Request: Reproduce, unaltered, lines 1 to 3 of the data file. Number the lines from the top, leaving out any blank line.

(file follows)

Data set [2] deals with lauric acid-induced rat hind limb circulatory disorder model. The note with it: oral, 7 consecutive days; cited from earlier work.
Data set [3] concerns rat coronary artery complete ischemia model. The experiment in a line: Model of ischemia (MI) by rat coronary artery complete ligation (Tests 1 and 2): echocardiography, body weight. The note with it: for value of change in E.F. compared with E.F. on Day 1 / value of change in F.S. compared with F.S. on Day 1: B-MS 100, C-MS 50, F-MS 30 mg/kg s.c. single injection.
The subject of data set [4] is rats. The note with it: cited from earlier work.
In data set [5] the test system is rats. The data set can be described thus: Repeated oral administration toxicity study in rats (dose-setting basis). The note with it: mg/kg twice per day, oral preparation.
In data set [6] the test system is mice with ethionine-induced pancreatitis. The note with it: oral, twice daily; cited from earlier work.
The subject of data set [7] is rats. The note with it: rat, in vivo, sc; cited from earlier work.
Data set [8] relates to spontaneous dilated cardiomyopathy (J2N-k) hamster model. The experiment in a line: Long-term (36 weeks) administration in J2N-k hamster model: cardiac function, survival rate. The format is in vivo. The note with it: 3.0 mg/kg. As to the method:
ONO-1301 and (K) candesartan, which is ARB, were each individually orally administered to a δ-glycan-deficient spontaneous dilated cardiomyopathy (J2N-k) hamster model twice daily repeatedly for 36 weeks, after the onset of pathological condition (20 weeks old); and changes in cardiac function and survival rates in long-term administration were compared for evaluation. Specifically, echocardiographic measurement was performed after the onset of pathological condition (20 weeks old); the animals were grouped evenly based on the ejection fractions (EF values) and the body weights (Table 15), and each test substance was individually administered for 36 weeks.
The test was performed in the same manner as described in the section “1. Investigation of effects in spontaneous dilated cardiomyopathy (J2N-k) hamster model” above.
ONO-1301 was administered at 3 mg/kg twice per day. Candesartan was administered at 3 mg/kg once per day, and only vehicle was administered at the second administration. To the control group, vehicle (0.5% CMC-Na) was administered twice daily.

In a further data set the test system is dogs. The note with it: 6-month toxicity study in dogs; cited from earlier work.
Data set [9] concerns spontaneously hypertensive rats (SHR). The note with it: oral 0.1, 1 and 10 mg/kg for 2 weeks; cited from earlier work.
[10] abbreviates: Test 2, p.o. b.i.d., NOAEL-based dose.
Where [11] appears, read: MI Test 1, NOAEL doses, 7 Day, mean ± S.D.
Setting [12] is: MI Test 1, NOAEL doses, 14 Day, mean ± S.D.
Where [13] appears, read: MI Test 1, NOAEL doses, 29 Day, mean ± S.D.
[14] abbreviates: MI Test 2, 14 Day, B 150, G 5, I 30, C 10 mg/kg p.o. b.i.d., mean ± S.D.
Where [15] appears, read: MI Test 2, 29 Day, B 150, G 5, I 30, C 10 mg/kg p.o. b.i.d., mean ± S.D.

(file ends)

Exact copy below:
Data set [2] deals with lauric acid-induced rat hind limb circulatory disorder model. The note with it: oral, 7 consecutive days; cited from earlier work.
Data set [3] concerns rat coronary artery complete ischemia model. The experiment in a line: Model of ischemia (MI) by rat coronary artery complete ligation (Tests 1 and 2): echocardiography, body weight. The note with it: for value of change in E.F. compared with E.F. on Day 1 / value of change in F.S. compared with F.S. on Day 1: B-MS 100, C-MS 50, F-MS 30 mg/kg s.c. single injection.
The subject of data set [4] is rats. The note with it: cited from earlier work.